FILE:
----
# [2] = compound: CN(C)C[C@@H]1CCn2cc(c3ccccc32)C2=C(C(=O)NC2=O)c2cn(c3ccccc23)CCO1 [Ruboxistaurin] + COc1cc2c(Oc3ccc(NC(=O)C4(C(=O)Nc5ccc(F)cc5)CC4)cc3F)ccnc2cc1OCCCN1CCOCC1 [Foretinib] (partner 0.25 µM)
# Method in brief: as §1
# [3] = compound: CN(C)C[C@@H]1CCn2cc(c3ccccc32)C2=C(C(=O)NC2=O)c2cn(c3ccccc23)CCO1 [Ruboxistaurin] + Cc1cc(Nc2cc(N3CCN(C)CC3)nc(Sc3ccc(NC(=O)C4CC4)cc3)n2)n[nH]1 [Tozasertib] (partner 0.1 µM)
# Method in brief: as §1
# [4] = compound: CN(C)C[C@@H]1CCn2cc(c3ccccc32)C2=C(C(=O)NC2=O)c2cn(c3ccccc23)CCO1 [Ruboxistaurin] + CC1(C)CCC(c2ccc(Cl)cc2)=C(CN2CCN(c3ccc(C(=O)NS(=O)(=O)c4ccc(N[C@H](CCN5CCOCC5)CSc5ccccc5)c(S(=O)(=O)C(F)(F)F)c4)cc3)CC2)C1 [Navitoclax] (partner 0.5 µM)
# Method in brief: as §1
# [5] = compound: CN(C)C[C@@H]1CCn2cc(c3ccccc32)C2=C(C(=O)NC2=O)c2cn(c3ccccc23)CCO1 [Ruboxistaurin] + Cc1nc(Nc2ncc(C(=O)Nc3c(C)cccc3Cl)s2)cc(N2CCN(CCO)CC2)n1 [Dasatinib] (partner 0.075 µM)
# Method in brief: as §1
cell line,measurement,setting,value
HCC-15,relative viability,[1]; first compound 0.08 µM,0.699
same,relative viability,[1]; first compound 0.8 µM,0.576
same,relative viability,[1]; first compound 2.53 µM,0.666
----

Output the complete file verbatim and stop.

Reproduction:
# [2] = compound: CN(C)C[C@@H]1CCn2cc(c3ccccc32)C2=C(C(=O)NC2=O)c2cn(c3ccccc23)CCO1 [Ruboxistaurin] + COc1cc2c(Oc3ccc(NC(=O)C4(C(=O)Nc5ccc(F)cc5)CC4)cc3F)ccnc2cc1OCCCN1CCOCC1 [Foretinib] (partner 0.25 µM)
# Method in brief: as §1
# [3] = compound: CN(C)C[C@@H]1CCn2cc(c3ccccc32)C2=C(C(=O)NC2=O)c2cn(c3ccccc23)CCO1 [Ruboxistaurin] + Cc1cc(Nc2cc(N3CCN(C)CC3)nc(Sc3ccc(NC(=O)C4CC4)cc3)n2)n[nH]1 [Tozasertib] (partner 0.1 µM)
# Method in brief: as §1
# [4] = compound: CN(C)C[C@@H]1CCn2cc(c3ccccc32)C2=C(C(=O)NC2=O)c2cn(c3ccccc23)CCO1 [Ruboxistaurin] + CC1(C)CCC(c2ccc(Cl)cc2)=C(CN2CCN(c3ccc(C(=O)NS(=O)(=O)c4ccc(N[C@H](CCN5CCOCC5)CSc5ccccc5)c(S(=O)(=O)C(F)(F)F)c4)cc3)CC2)C1 [Navitoclax] (partner 0.5 µM)
# Method in brief: as §1
# [5] = compound: CN(C)C[C@@H]1CCn2cc(c3ccccc32)C2=C(C(=O)NC2=O)c2cn(c3ccccc23)CCO1 [Ruboxistaurin] + Cc1nc(Nc2ncc(C(=O)Nc3c(C)cccc3Cl)s2)cc(N2CCN(CCO)CC2)n1 [Dasatinib] (partner 0.075 µM)
# Method in brief: as §1
cell line,measurement,setting,value
HCC-15,relative viability,[1]; first compound 0.08 µM,0.699
same,relative viability,[1]; first compound 0.8 µM,0.576
same,relative viability,[1]; first compound 2.53 µM,0.666